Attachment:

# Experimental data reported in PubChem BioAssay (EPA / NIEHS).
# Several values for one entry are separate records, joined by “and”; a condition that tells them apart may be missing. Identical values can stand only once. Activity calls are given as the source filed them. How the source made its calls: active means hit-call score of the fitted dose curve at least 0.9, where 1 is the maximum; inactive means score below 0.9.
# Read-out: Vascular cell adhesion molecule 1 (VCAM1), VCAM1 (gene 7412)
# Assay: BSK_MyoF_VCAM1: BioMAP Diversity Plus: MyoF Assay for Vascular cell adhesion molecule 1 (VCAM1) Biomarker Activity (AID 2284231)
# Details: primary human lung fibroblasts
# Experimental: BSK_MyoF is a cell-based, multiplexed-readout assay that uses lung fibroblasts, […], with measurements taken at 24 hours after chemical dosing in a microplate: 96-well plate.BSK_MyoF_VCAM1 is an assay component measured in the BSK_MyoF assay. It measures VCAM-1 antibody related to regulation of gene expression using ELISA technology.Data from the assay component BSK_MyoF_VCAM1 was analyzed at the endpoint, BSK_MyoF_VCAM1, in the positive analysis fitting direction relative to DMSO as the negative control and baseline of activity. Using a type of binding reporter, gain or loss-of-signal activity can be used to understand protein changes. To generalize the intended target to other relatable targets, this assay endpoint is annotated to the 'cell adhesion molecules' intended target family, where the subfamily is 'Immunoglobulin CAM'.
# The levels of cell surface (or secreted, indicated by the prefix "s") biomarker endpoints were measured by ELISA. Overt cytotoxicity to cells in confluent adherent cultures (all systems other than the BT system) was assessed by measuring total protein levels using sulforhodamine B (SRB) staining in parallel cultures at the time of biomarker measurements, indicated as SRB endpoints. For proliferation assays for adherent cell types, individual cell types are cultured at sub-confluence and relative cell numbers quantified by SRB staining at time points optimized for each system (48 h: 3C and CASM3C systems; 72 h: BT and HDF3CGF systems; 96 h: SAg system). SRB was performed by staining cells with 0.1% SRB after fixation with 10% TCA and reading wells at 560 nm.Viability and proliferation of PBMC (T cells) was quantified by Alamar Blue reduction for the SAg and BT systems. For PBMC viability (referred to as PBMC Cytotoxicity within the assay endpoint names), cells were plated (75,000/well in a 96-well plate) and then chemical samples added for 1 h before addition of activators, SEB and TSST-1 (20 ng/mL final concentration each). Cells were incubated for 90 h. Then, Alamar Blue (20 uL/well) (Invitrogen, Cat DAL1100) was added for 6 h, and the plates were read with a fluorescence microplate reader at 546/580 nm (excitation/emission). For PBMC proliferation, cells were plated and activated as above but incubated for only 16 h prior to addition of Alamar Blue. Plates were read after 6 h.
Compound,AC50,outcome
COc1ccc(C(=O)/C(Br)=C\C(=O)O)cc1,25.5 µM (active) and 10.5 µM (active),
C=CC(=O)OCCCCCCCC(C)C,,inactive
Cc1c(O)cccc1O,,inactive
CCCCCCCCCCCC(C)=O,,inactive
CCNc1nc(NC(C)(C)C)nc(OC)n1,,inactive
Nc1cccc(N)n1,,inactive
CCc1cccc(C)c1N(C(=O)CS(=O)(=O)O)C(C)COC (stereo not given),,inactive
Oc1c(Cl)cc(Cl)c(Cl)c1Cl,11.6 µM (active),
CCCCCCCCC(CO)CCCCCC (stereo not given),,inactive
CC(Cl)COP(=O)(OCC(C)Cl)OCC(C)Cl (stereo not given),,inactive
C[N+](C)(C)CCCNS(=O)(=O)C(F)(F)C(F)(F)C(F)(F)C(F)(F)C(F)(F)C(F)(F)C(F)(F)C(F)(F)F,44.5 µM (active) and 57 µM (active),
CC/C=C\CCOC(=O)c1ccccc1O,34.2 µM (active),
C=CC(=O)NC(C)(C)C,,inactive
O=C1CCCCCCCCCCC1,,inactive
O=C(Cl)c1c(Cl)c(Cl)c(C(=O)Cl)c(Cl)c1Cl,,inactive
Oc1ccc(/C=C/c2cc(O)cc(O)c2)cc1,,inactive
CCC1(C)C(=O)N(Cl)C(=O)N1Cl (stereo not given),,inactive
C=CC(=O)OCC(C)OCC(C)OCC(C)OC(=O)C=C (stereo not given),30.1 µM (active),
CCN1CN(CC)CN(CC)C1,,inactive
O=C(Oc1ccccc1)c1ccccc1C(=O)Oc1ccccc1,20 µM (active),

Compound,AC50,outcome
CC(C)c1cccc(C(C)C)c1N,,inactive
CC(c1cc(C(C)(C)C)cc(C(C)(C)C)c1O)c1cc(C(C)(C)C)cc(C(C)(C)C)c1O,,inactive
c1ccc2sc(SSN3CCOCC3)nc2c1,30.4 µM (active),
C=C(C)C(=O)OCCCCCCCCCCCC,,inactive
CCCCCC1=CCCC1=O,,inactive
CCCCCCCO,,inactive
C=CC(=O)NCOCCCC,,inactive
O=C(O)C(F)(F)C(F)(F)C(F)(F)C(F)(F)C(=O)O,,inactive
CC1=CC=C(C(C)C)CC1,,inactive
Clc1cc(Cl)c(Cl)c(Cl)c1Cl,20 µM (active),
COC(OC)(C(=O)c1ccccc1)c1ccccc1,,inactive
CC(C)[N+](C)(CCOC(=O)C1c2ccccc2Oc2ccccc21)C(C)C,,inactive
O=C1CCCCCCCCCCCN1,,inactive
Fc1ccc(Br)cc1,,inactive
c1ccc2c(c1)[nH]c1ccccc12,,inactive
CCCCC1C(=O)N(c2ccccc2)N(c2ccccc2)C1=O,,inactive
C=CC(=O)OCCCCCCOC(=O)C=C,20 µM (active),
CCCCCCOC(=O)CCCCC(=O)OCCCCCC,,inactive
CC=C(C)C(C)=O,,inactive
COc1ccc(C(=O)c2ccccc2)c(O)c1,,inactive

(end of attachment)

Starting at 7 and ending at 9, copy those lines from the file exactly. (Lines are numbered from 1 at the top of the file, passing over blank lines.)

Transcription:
# The levels of cell surface (or secreted, indicated by the prefix "s") biomarker endpoints were measured by ELISA. Overt cytotoxicity to cells in confluent adherent cultures (all systems other than the BT system) was assessed by measuring total protein levels using sulforhodamine B (SRB) staining in parallel cultures at the time of biomarker measurements, indicated as SRB endpoints. For proliferation assays for adherent cell types, individual cell types are cultured at sub-confluence and relative cell numbers quantified by SRB staining at time points optimized for each system (48 h: 3C and CASM3C systems; 72 h: BT and HDF3CGF systems; 96 h: SAg system). SRB was performed by staining cells with 0.1% SRB after fixation with 10% TCA and reading wells at 560 nm.Viability and proliferation of PBMC (T cells) was quantified by Alamar Blue reduction for the SAg and BT systems. For PBMC viability (referred to as PBMC Cytotoxicity within the assay endpoint names), cells were plated (75,000/well in a 96-well plate) and then chemical samples added for 1 h before addition of activators, SEB and TSST-1 (20 ng/mL final concentration each). Cells were incubated for 90 h. Then, Alamar Blue (20 uL/well) (Invitrogen, Cat DAL1100) was added for 6 h, and the plates were read with a fluorescence microplate reader at 546/580 nm (excitation/emission). For PBMC proliferation, cells were plated and activated as above but incubated for only 16 h prior to addition of Alamar Blue. Plates were read after 6 h.
Compound,AC50,outcome
COc1ccc(C(=O)/C(Br)=C\C(=O)O)cc1,25.5 µM (active) and 10.5 µM (active),